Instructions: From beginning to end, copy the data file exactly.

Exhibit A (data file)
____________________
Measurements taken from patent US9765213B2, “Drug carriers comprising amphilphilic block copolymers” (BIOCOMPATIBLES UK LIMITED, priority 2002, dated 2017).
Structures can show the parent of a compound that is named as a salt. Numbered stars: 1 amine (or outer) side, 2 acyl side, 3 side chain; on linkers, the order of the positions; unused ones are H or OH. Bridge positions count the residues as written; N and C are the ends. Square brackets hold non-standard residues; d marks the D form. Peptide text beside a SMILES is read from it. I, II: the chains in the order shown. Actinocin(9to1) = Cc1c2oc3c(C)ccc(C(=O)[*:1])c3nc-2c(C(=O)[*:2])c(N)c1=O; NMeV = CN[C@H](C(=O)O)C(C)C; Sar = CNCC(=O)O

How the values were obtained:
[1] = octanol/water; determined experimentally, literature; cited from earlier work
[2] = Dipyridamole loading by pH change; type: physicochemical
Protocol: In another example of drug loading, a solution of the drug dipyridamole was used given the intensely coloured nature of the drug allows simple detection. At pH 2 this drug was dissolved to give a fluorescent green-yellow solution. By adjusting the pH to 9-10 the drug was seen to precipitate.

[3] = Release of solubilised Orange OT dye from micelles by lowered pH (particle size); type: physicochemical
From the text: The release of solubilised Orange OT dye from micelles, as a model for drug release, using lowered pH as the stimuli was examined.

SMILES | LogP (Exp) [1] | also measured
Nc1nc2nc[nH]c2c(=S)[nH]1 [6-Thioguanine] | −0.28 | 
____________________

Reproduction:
Measurements taken from patent US9765213B2, “Drug carriers comprising amphilphilic block copolymers” (BIOCOMPATIBLES UK LIMITED, priority 2002, dated 2017).
Structures can show the parent of a compound that is named as a salt. Numbered stars: 1 amine (or outer) side, 2 acyl side, 3 side chain; on linkers, the order of the positions; unused ones are H or OH. Bridge positions count the residues as written; N and C are the ends. Square brackets hold non-standard residues; d marks the D form. Peptide text beside a SMILES is read from it. I, II: the chains in the order shown. Actinocin(9to1) = Cc1c2oc3c(C)ccc(C(=O)[*:1])c3nc-2c(C(=O)[*:2])c(N)c1=O; NMeV = CN[C@H](C(=O)O)C(C)C; Sar = CNCC(=O)O

How the values were obtained:
[1] = octanol/water; determined experimentally, literature; cited from earlier work
[2] = Dipyridamole loading by pH change; type: physicochemical
Protocol: In another example of drug loading, a solution of the drug dipyridamole was used given the intensely coloured nature of the drug allows simple detection. At pH 2 this drug was dissolved to give a fluorescent green-yellow solution. By adjusting the pH to 9-10 the drug was seen to precipitate.

[3] = Release of solubilised Orange OT dye from micelles by lowered pH (particle size); type: physicochemical
From the text: The release of solubilised Orange OT dye from micelles, as a model for drug release, using lowered pH as the stimuli was examined.

SMILES | LogP (Exp) [1] | also measured
Nc1nc2nc[nH]c2c(=S)[nH]1 [6-Thioguanine] | −0.28 | 